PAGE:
15 Unique Games You Should Play

15 incredibly interesting and unique games I think you should try out. Mostly story based and avoding games that "everyone knows". Games here have a very unique mechanic or execution that sets them apart - this doesn't necessarily mean they're the "best" games in that genre, but that they do something of their own that's worth praising by itself.

Runtime and MSRP will be listed for these games as per HowLongToBeat and non-sale Steam/Console pricing. Runtime will obviously vary per player and you can often find these games on deep discounts. The games are in "logical" order following from one another; a game being lower down in the list does not make it worse, and vice-versa.

13 Sentinels: Aegis Rim is my favorite game of all time.

The game's narrative is told unlike any other game, and the fact it even works at all is itself praiseworthy - now let alone it being as incredibly high quality as it is.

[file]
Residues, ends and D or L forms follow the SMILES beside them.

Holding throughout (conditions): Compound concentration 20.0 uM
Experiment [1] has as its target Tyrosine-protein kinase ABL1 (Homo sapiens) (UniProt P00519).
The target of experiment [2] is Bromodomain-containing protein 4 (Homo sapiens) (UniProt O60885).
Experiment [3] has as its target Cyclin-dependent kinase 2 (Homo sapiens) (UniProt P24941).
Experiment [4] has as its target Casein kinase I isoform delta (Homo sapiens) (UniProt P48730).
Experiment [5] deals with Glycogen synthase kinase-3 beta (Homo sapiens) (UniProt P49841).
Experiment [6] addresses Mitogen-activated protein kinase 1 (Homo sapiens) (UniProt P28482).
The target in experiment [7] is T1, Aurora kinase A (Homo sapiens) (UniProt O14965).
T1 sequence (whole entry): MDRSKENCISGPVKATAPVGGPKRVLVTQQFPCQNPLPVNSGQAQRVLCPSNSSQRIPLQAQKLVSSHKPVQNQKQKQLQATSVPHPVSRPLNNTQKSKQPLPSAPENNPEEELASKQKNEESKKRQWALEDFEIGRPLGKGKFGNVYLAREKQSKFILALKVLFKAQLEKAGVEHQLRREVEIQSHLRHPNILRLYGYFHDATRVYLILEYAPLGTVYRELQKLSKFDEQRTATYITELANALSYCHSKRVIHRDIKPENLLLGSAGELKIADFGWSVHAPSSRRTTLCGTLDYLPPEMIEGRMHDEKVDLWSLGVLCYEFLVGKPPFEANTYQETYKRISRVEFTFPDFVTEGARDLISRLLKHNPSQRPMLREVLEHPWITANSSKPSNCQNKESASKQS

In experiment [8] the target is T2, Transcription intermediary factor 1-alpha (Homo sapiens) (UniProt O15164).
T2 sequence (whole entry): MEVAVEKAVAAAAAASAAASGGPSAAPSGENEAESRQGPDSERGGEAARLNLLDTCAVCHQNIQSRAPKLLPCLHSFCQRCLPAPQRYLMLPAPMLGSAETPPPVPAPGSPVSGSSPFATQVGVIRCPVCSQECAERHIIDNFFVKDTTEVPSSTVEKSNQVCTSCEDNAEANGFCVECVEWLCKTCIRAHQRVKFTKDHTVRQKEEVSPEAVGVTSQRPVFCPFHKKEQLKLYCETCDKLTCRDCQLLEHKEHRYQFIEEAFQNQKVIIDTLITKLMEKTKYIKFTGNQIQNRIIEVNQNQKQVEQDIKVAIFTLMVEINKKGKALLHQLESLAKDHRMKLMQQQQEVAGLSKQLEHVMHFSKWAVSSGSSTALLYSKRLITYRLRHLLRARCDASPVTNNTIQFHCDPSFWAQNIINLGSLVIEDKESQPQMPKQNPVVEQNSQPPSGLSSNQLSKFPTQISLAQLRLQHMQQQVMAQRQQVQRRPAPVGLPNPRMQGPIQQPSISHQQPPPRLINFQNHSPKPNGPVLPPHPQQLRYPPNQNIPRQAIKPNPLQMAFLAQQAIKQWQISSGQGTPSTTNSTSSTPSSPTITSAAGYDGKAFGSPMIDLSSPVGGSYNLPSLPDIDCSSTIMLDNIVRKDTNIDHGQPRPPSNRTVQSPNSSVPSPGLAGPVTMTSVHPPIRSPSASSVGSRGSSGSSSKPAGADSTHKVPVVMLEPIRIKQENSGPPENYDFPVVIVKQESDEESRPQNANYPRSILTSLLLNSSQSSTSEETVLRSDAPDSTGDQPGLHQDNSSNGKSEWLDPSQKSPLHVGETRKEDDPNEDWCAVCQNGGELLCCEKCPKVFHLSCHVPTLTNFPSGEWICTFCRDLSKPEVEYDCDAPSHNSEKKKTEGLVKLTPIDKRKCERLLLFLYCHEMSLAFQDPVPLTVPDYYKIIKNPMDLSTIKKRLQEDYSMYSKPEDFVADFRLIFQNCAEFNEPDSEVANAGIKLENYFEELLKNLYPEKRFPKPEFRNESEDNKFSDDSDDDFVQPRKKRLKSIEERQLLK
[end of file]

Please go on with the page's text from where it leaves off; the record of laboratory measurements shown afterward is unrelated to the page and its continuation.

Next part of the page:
The story features the 13 pilots of the titular 13 Sentinels, and is told in a non-linear fashion, meaning the order in which you see the reveals and twists will vary between players.

All and all, despite this, the story never feels like a chore to follow, and culiminates in an absolutely perfect climax that most "linear" games wouldn't even get close.

Gameplay wise, you're looking at an also very unique hybrid turn based and real time strategy combat system, which, while also incredibly high quality, is not the reason I give this game such high praise.

If you have any interest in sci-fi stories or novel methods of storytelling, please give 13 Sentinels a shot.

Runtime: 30h
MSRP: $60
"999" is the first game in the Zero Escape Trilogy, but itself works as a standalone story you do not need the other two to get a full grasp of.